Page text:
Staring at the 11 mile mark, where the half marathoners cut off and the full continue, I start debating in my mind. ” Do I want to do 2 more miles, or 15?” I repeat this over and over. “2 or 15?” I see many yellow bibbed marothoners cutting off here instead of continuing. It’s almost 80 degrees for goodness sake. I tell myself, “the doctor really didn’t want me running the full, but my leg feels fine.” So, knowing that my husband and Mandi are tracking me, I continue. I didn’t want to disappoint them…..or myself.
For most of the first half, I took things very slow. Walking whenever the hills got too steep since I was told this was harder on the Tibia. Mine was already fractured, but healing. There were many hills. It seemed like there were way more uphills than downhills. As slow as I was going, I still managed to stay with the pack. Of course when there are 31 thousand runners, there is bound to be a pack.
People are stopping to stretch, businesses are handing out pieces of cut up fruit, everyone is complaining about the hills. But no one gives up. I keep my eyes open for a port-o-potty without a long line and finally find one around mile 4.5 or so. There was only about 10 people in front of me, some weren’t even runners. No toilet paper, but luckily Mandi had given me a Cucumber face wipe, so I used that. I did feel fresh!
The second half was a bit more tense. Once the halfers cut off, I was alone. Not completely, just without the massive crowd of blue bibbed runners. I follow two girls with bandanas hanging from their water belts. I figure they look like they must know where we are going and I am a little challenged when it comes to my navigational skills. I follow them to the next water stop, then lose them. I never did find out why they were wearing those bandanas. So, once again, I am alone.
My leg feels fine, so I start to run a little more. The hills don’t seem as bad when you are not purposely taking it easy on them. I tried to do what Erika taught me, since she is a master hill runner. The heat is bad and the humidity makes it worse. I seem to be all over the course because I am trying to run through every sprinkler and water hose. At the water stops I now take two cups of water. Drinking one down quickly and dumping the other down my back or legs, which were burning up and sweaty. I see people laying on cots with wet cloths on their heads and I feel for them.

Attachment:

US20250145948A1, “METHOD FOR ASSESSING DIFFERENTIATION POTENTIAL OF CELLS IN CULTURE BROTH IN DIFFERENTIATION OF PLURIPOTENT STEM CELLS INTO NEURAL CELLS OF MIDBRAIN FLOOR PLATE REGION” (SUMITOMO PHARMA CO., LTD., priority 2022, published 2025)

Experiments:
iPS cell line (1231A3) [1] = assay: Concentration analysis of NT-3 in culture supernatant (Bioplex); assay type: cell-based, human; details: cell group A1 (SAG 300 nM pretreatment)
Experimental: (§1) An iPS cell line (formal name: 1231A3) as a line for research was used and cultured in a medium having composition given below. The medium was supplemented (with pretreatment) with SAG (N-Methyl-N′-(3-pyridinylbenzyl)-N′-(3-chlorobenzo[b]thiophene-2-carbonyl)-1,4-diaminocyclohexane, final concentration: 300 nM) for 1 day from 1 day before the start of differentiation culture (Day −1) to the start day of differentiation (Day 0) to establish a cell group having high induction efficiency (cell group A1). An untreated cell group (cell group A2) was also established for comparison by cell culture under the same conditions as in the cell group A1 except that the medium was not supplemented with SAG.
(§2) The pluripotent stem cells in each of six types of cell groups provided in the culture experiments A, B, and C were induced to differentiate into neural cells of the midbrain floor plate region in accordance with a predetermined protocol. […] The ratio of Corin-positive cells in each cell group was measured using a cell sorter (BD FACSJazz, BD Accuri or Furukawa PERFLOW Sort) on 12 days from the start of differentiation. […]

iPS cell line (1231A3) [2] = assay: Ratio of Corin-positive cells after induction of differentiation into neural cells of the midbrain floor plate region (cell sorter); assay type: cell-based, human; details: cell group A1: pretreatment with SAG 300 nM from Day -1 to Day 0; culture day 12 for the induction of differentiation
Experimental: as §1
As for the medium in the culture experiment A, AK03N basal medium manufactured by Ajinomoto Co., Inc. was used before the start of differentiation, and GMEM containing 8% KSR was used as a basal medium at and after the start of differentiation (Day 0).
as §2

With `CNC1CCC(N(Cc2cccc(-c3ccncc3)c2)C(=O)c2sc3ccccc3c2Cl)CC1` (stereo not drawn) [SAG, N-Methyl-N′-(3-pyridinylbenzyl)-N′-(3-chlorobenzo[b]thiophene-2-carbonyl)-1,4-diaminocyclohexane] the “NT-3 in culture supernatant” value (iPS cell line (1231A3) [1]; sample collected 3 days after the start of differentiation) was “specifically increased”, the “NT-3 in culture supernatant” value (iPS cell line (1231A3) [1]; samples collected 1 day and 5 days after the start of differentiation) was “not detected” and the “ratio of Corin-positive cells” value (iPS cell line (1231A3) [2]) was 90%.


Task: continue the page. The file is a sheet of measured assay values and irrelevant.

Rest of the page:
I slow down to walk again at what I now know was mile 18, I see runners passing me on the other side. I look for my friends. There’s so many people and they are going much faster than I can see, but I thought I saw Erika run by me. She looked solid and that gives me a little more strength. This was already the furthest I’d ever run. My training had been cut off at mile 18 due to the stress fracture. I look at my Garmin to see the time and it isn’t working. Totally, off. So I start looking at the clocks and deducting 15 minutes because I was no where near the front of the pack at the starting line. I keep telling myself to speed up because there is no way I am going to come in under 6 hours at this pace. So I do.
I have been following two men wearing heavy, light blue suits for quite some time. I’m so hot right now in this little running skirt and T-shirt. Why would they run in a suit and tie? Trying to get the foot and thigh pain out of my thoughts, I start coming up with reasons for their idiocy in my head. Maybe they are planning on proposing at the finish line to their girlfriends? That would be an original way to do it. Hope the ladies appreciate the agony they just went through to be original. Maybe they are both expecting boys? Their suits are powder blue, which is the color for a baby boy. Thankfully, a lady in a pink top and white hat runs by me and talks to me, I was starting to want to throw things at the suit wearers. This is also her first time running the Nashville marathon. She is from Pennsylvania originally , so we have a little bit to talk about since I lived in Erie for 20 years. She was from Hermitage, so as it turns out, we didn’t live close at all. Her Garmin also went out on her, and she was glad since she was no where near the time she wanted to be and didn’t want to keep being reminded. I liked that answer.